Assuming once again that is, that art and creative media means something more to you than brainless noise or filler, and that you perceive art to be of great importance and value across both the broader culture as a whole as well as to the personal enrichment and intellectual/emotional growth of the individual. That kind of baseline personal framework that you're working from makes quite literally all the difference in the world in how you perceive this kind of subject.

gokaiblue wrote:
Wed Oct 02, 2019 2:12 pm
People like what they like, and I'm not here to judge them for it, just like I don't like being judged for what I like.
Again: no one here is judging YOU. I'm not judging you, nor do I particularly care to. I don't fucking know you from a hole in the wall. This ENTIRE conversation was NEVER about YOU. YOU made it about you.

This is about a VERY large and far-ranging swath of fandom as a collective, cumulative whole and about its impact on the cultural perception and fate of an entire medium of art. Its a MUCH bigger topic than any one single lone individual. I don't have the slightest interest or care to nitpick and police people's personal taste down to the individual level.

That's NEVER what this subject has been about for me, and the fact that I have to CONTINUALLY repeat that point (because so many people are fundamentally unable to get the fuck over themselves and think about the broader reach and scope of a topic as it extends BEYOND themselves) is fucking excruciating.

gokaiblue wrote:
Wed Oct 02, 2019 2:12 pm
I'm probably just going to ignore this topic so I don't get sucked into an argument that I know I won't win. Quote me if you want, but don't expect a response.
Feel free to respond or not respond as you like. I'm good either way.
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Journey to the West, chapter 26 wrote:The strong man will meet someone stronger still:
Come to naught at last he surely will!
Zephyr wrote:And that's to say nothing of how pretty much impossible it is to capture what made the original run of the series so great. I'm in the generation of fans that started with Toonami, so I totally empathize with the feeling of having "missed the party", experiencing disappointment, and wanting to experience it myself. But I can't, that's how life is. Time is a bitch. The party is over. Kageyama, Kikuchi, and Maeda are off the sauce now; Yanami almost OD'd; Yamamoto got arrested; Toriyama's not going to light trash cans on fire and hang from the chandelier anymore. We can't get the band back together, and even if we could, everyone's either old, in poor health, or calmed way the fuck down. Best we're going to get, and are getting, is a party that's almost entirely devoid of the magic that made the original one so awesome that we even want more.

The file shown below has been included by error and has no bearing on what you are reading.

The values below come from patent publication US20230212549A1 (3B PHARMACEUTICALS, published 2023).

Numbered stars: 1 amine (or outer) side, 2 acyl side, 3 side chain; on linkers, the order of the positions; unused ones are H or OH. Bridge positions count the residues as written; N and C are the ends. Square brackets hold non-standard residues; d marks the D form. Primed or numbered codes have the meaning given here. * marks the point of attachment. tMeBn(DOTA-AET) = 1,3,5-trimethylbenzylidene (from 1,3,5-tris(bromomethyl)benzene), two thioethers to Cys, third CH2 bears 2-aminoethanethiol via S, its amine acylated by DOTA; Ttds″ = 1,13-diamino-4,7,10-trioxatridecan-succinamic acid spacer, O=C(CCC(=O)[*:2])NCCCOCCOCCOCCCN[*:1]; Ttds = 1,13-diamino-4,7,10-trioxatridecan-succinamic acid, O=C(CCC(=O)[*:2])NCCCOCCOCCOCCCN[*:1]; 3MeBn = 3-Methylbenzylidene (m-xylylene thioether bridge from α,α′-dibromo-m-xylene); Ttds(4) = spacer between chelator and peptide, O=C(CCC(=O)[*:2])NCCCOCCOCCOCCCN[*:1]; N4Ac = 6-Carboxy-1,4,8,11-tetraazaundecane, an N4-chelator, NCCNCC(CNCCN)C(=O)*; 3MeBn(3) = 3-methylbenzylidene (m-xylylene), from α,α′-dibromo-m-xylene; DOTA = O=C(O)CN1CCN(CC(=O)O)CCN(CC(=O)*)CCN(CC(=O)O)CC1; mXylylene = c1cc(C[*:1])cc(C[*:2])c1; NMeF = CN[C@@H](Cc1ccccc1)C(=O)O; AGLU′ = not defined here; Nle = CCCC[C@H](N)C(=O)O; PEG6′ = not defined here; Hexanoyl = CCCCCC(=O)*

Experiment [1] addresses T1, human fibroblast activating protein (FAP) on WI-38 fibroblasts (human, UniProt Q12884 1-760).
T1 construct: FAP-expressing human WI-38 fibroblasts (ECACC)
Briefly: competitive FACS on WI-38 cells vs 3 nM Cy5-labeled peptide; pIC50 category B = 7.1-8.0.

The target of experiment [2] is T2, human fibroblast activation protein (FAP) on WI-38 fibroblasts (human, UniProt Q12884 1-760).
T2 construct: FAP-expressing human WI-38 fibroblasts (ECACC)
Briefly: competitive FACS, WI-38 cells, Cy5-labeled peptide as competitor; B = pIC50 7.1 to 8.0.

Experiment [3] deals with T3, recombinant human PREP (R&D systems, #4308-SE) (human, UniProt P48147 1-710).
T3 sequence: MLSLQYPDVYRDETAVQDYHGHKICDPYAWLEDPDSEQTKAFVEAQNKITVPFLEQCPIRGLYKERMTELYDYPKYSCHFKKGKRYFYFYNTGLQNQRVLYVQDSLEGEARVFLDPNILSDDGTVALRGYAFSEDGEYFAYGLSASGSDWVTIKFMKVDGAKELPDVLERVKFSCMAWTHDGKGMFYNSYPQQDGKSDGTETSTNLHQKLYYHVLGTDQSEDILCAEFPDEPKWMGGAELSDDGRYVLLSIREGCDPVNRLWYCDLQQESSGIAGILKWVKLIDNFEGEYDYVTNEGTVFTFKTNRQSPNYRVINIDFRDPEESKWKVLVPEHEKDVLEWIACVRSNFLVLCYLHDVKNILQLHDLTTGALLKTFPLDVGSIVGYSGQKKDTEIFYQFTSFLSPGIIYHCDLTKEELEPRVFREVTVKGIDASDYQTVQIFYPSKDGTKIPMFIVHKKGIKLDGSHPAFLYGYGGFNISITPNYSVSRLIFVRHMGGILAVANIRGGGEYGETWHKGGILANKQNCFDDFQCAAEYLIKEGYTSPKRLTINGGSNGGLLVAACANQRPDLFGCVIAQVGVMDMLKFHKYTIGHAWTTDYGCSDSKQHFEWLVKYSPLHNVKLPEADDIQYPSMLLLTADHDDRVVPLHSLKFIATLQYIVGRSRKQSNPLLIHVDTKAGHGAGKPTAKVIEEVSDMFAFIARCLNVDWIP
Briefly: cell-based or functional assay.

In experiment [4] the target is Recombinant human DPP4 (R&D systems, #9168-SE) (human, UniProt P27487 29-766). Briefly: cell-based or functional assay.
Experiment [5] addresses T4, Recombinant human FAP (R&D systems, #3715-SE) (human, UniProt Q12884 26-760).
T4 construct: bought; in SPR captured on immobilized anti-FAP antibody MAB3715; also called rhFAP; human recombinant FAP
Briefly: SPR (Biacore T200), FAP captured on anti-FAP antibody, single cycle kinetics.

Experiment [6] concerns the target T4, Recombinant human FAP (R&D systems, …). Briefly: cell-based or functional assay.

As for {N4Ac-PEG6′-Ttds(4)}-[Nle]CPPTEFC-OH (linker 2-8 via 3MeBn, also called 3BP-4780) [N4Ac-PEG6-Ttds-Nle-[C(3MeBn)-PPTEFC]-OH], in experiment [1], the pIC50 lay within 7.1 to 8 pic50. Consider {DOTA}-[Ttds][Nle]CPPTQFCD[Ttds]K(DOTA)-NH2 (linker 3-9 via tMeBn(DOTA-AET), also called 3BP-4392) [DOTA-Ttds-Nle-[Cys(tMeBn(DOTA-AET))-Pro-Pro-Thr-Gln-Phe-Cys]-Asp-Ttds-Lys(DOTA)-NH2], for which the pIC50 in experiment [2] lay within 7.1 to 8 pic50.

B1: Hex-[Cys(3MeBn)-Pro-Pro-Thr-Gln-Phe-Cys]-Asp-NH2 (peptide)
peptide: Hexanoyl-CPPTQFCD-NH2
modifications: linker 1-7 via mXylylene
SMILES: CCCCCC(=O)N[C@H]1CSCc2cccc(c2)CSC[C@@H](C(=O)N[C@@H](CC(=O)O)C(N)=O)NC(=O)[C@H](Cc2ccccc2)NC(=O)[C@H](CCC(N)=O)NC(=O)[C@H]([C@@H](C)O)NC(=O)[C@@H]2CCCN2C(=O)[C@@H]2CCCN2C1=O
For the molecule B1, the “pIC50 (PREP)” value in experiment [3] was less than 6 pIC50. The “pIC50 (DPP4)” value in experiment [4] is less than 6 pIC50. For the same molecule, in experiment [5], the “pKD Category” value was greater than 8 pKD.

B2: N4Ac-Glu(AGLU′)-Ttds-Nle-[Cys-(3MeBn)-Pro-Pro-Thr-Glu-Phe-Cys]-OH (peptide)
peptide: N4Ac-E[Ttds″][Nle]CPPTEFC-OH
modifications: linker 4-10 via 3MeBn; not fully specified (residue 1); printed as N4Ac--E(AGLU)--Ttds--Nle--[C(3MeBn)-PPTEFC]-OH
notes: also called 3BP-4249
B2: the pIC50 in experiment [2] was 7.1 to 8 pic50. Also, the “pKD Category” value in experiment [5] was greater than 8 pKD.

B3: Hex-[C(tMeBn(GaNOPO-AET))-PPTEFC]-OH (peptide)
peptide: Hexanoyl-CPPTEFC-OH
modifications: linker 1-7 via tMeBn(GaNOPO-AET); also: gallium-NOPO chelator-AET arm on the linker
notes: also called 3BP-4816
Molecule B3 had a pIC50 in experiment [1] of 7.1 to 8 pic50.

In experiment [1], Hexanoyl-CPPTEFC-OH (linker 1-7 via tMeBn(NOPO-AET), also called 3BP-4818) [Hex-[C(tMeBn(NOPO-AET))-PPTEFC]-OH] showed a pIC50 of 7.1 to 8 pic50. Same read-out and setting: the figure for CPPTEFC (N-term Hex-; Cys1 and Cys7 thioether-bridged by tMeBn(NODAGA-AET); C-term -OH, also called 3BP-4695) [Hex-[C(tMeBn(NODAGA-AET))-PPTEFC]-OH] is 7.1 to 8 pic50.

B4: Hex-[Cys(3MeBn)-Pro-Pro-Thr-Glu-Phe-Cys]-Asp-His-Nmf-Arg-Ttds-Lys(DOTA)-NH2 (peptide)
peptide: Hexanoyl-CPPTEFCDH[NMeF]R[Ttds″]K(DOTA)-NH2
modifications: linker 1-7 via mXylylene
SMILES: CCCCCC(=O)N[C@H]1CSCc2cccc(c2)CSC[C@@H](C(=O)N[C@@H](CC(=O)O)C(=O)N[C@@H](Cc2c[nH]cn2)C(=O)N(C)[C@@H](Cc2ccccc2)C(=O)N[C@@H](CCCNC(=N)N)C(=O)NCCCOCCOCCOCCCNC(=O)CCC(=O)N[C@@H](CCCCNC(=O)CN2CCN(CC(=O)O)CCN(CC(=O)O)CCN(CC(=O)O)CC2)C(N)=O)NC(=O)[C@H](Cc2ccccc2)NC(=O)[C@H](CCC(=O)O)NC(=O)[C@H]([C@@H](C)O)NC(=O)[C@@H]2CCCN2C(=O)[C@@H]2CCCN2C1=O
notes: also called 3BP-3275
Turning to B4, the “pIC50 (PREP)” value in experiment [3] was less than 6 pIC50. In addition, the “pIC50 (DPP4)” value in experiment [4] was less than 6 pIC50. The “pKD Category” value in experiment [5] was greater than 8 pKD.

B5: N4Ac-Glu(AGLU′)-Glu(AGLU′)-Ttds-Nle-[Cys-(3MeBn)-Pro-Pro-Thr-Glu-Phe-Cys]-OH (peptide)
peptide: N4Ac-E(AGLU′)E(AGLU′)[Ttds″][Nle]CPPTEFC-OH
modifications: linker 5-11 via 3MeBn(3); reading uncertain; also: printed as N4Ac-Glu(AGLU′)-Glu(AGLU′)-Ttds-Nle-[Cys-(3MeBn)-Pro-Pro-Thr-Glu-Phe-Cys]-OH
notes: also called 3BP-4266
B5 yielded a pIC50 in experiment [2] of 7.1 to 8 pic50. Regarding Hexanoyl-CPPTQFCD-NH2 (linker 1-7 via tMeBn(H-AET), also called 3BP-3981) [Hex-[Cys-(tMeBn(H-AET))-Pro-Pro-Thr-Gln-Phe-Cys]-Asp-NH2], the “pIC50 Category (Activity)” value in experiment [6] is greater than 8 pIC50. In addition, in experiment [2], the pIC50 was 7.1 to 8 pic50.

Kamiccolo9 wrote:It grinds my gears that people get "outraged" over any of this stuff. It's a fucking cartoon. If you are that determined to be angry about something, get off the internet and make a stand for something that actually matters.
Rocketman wrote:"Shonen" basically means "stupid sentimental shit" anyway, so it's ok to be anti-shonen.

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Re: Will Toonami survive without new Dragon Ball Content?

Post by MyVisionity » Wed Oct 02, 2019 5:02 pm

I enjoyed Toonami for the five years or so of my adolescence that I watched. My teenage years would not have been the same without it. But after that I moved on. I can definitely understand the nostalgia for it, but I agree that web-shrines created and maintained by grown folks might just be a bit much. Maybe not, I'm not entirely sure.

I think Toonami was in many ways a double-edged sword. As much as I appreciate it, I can understand why it may have had such a negative effect on the overall Anime fandom at large.

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Re: Will Toonami survive without new Dragon Ball Content?

Post by Gyt Kaliba » Wed Oct 02, 2019 5:25 pm

Not stepping into the massive wall of a discussion about whether or not liking Toonami as an adult is okay or not (other than to say that, uh, of course it is? I'm sure some people take their love of it too far, but that's true for basically everything, so...not really sure what the point of singling out that is, but okay, sure, whatever), but as far as will Toonami survive without new Dragon Ball content goes? I figure it'll do well enough. They've got a ton of other great shows on there that will likely still pull in pretty good ratings, and it's not like the block didn't ever not have Dragon Ball stuff on it before, both back in the day and in the more recent incarnation.

That and, while we may not know for certain or have any idea when, it's still pretty likely that we'll get another show of some kind eventually, and you can bet that as soon as they can, Toonami will pick that show up too.
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Re: Will Toonami survive without new Dragon Ball Content?